Cardiac Rehabilitation for Adults and Adolescents with Congenital Heart Disease: EXTENDING beyond the TYPICAL PATIENT POPULATION

Lauren A. Sarno, Amrit Misra, Hani Siddeek, Ahmed Kheiwa, Daisuke Kobayashi

Research output: Contribution to journalArticlepeer-review

6 Scopus citations

Abstract

Purpose: Cardiac rehabilitation (CR) effectively decreases morbidity and mortality in adults after cardiovascular events. Cardiac rehabilitation has been underutilized for patients with congenital heart disease (CHD). The primary objective was to evaluate the inclusion of adolescents and adults with CHD in a CR program by analyzing data from our single-center CR program. The secondary objectives were to evaluate the efficacy and safety of CR as well as referral barriers. Methods: This was a retrospective study of patients aged ≥15 yr who were referred to regional CR centers. Data on efficacy and safety were collected. Results: Over a 4-yr period, 36 patients were referred to 23 regional centers: 23 patients completed CR, 12 are currently enrolled or in the referral process, and 1 died before initiation. The median age was 22 yr (range: 15-55). The primary indication was post-surgical (61%), followed by chronic heart failure (30%), and post-transplant (9%). After CR, metabolic equivalent tasks increased by 1.6 (P <.001), maximal heart rate increased by 13 beats/min (P =.026), exercise time increased by 1.35 min (P =.047), and treadmill speed increased by 0.7 mph (P =.007). There were no serious adverse events. All patients who completed CR remain alive at a median follow-up of 17 mo (range: 5-45). Common barriers to CR included accessibility, social circumstances, and cost for phase III CR. Conclusion: In our cohort, CR was effective and safe for adolescents and adults with CHD.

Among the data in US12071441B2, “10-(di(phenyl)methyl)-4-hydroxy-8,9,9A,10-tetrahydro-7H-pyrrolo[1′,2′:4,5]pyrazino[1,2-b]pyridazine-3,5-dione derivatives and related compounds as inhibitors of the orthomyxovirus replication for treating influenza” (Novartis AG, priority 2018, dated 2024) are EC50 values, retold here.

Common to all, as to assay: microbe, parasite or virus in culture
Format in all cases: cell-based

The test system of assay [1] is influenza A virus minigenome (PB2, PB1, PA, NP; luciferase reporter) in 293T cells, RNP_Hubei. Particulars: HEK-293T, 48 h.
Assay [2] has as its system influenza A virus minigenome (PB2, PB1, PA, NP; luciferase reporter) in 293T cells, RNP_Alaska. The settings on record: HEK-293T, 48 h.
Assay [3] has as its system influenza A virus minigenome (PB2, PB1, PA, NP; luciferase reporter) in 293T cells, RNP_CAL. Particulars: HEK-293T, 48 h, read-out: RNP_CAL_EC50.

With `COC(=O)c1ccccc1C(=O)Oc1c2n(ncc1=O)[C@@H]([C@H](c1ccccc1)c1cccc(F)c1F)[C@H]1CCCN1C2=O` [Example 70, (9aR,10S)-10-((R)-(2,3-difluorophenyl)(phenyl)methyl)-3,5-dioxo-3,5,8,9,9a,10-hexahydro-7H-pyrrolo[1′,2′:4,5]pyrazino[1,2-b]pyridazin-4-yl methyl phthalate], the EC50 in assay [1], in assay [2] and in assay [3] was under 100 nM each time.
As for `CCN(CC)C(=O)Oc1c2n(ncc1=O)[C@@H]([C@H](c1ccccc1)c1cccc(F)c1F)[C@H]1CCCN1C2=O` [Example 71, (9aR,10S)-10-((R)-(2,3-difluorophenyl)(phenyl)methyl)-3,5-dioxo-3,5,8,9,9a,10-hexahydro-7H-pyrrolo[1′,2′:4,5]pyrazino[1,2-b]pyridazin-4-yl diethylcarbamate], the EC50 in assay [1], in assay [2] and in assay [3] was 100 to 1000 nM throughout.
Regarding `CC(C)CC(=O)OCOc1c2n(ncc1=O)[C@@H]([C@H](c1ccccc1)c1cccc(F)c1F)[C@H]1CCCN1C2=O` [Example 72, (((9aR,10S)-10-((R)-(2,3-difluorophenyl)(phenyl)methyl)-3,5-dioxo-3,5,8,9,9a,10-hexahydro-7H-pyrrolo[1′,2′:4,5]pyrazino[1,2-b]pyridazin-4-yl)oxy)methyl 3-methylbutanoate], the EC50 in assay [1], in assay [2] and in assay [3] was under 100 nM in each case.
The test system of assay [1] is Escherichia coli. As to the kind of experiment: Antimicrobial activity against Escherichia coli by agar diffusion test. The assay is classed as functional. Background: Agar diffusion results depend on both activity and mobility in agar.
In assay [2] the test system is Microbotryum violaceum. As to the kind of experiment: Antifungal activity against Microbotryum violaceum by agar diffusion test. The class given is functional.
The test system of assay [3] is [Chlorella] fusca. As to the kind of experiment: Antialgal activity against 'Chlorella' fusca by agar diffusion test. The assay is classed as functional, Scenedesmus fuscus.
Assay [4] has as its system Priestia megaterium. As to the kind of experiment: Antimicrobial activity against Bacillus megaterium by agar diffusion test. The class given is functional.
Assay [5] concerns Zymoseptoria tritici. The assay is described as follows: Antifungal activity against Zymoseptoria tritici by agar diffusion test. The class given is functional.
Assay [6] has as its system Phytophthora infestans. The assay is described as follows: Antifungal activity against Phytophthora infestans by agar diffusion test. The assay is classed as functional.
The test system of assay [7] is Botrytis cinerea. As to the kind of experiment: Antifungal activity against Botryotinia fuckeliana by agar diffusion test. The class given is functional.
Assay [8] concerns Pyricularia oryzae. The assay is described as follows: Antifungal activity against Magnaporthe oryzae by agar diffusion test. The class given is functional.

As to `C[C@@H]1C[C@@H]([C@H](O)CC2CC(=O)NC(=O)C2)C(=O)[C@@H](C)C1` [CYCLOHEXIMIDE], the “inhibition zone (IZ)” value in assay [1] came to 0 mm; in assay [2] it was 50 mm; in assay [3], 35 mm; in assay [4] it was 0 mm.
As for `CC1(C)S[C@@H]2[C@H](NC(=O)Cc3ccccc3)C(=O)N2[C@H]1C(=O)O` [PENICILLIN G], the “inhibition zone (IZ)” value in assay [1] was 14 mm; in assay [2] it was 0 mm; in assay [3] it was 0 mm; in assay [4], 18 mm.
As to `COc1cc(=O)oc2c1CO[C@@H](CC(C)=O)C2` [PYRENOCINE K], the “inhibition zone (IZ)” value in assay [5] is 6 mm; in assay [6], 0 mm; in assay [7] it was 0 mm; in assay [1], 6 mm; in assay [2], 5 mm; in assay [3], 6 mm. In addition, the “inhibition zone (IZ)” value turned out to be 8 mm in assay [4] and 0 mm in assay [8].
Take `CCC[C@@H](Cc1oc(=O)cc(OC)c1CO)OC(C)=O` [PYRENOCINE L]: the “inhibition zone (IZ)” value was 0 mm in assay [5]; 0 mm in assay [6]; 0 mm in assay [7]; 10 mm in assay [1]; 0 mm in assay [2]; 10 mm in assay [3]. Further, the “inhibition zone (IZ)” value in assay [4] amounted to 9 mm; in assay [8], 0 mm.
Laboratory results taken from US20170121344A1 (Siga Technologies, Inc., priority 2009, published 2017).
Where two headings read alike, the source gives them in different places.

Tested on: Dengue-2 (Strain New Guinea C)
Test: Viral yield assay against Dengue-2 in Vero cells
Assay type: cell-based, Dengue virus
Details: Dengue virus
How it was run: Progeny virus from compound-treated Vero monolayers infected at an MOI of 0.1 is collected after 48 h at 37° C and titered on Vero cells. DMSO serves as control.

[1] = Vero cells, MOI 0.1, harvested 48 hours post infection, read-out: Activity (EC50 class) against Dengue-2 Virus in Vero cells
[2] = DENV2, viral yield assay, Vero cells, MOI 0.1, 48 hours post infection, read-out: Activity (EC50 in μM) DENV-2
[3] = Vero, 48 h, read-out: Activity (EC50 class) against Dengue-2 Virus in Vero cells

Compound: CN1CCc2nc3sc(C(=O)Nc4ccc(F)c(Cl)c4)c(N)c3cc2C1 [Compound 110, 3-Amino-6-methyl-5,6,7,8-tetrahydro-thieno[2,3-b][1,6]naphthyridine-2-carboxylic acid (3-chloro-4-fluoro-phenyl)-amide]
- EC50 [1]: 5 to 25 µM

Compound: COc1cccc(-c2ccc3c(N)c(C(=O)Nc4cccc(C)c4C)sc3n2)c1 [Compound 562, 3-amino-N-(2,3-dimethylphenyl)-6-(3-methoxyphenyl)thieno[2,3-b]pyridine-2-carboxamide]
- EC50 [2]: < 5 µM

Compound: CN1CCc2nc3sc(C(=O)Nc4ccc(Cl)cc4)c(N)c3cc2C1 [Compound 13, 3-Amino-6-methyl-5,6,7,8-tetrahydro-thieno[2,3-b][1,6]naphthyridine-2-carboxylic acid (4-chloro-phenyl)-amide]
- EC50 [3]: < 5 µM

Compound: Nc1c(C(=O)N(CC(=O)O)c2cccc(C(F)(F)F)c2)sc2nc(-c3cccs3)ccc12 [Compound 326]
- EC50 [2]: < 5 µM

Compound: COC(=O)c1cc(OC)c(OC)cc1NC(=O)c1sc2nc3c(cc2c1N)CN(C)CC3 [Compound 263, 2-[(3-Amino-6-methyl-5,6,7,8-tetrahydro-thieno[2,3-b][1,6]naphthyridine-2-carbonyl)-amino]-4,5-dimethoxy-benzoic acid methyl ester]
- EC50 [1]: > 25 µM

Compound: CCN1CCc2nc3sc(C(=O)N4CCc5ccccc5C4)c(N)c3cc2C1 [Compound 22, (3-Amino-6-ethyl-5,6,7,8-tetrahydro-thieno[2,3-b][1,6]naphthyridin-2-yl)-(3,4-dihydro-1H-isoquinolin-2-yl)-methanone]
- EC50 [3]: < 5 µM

Original languageEnglish
Pages (from-to)E1-E4
JournalJournal of Cardiopulmonary Rehabilitation and Prevention
Volume40
Issue number1
DOIs
StatePublished - Jan 1 2020
Externally publishedYes

Keywords

  • cardiac rehabilitation
  • congenital heart disease

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